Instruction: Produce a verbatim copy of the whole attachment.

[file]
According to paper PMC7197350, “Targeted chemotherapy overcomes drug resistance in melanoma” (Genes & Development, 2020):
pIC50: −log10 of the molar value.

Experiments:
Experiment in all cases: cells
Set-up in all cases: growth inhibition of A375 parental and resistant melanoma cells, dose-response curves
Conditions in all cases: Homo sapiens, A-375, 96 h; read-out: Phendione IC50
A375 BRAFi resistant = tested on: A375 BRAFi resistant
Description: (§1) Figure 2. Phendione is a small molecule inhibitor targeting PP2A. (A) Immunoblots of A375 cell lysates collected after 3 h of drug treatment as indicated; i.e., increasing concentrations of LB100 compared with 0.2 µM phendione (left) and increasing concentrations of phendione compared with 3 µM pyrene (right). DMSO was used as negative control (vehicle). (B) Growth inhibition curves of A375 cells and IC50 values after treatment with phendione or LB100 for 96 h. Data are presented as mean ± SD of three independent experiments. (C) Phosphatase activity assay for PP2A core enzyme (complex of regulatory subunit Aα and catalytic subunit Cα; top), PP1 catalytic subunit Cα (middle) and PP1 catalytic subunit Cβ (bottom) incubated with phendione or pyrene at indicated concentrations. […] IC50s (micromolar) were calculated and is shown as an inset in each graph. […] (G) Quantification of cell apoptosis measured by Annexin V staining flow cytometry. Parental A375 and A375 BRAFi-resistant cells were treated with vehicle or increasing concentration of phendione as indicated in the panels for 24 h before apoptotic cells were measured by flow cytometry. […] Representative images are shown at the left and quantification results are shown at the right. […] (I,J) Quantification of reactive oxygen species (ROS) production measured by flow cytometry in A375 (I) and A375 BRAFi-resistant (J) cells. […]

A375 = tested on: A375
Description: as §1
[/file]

According to paper PMC7197350, “Targeted chemotherapy overcomes drug resistance in melanoma” (Genes & Development, 2020):
pIC50: −log10 of the molar value.

Experiments:
Experiment in all cases: cells
Set-up in all cases: growth inhibition of A375 parental and resistant melanoma cells, dose-response curves
Conditions in all cases: Homo sapiens, A-375, 96 h; read-out: Phendione IC50
A375 BRAFi resistant = tested on: A375 BRAFi resistant
Description: (§1) Figure 2. Phendione is a small molecule inhibitor targeting PP2A. (A) Immunoblots of A375 cell lysates collected after 3 h of drug treatment as indicated; i.e., increasing concentrations of LB100 compared with 0.2 µM phendione (left) and increasing concentrations of phendione compared with 3 µM pyrene (right). DMSO was used as negative control (vehicle). (B) Growth inhibition curves of A375 cells and IC50 values after treatment with phendione or LB100 for 96 h. Data are presented as mean ± SD of three independent experiments. (C) Phosphatase activity assay for PP2A core enzyme (complex of regulatory subunit Aα and catalytic subunit Cα; top), PP1 catalytic subunit Cα (middle) and PP1 catalytic subunit Cβ (bottom) incubated with phendione or pyrene at indicated concentrations. […] IC50s (micromolar) were calculated and is shown as an inset in each graph. […] (G) Quantification of cell apoptosis measured by Annexin V staining flow cytometry. Parental A375 and A375 BRAFi-resistant cells were treated with vehicle or increasing concentration of phendione as indicated in the panels for 24 h before apoptotic cells were measured by flow cytometry. […] Representative images are shown at the left and quantification results are shown at the right. […] (I,J) Quantification of reactive oxygen species (ROS) production measured by flow cytometry in A375 (I) and A375 BRAFi-resistant (J) cells. […]

A375 = tested on: A375
Description: as §1